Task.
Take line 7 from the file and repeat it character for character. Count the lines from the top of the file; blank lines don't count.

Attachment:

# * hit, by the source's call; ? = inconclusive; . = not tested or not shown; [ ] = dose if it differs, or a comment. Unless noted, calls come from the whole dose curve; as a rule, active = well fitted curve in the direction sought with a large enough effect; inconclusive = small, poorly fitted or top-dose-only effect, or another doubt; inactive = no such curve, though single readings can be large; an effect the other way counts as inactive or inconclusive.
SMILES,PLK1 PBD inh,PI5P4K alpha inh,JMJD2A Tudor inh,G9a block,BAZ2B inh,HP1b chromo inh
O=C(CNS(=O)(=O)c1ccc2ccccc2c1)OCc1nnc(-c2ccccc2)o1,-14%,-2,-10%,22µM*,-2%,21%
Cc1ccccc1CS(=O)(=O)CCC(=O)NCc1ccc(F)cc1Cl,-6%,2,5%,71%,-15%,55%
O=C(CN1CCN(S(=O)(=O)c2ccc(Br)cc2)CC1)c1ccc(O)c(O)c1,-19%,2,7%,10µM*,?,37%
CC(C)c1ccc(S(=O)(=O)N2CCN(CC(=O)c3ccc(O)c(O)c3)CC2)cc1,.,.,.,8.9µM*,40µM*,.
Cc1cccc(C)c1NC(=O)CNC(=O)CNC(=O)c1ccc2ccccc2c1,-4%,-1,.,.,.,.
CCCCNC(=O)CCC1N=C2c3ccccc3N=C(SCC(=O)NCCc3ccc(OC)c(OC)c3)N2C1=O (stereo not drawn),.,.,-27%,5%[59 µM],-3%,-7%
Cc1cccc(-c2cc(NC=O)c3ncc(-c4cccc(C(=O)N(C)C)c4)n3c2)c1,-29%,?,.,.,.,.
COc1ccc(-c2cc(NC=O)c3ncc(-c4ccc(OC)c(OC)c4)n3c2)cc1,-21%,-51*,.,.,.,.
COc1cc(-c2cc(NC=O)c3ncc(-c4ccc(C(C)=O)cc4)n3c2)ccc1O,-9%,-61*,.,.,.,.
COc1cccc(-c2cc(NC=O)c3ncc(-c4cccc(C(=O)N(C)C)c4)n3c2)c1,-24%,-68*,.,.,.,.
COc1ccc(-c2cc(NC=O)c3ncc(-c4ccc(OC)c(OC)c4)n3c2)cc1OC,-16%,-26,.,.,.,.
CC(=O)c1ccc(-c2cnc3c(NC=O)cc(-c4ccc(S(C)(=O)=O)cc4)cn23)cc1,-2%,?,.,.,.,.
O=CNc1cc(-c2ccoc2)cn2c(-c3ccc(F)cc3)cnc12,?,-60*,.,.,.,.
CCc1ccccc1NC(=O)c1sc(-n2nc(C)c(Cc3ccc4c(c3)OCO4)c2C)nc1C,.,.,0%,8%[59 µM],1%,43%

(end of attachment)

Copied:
Cc1cccc(C)c1NC(=O)CNC(=O)CNC(=O)c1ccc2ccccc2c1,-4%,-1,.,.,.,.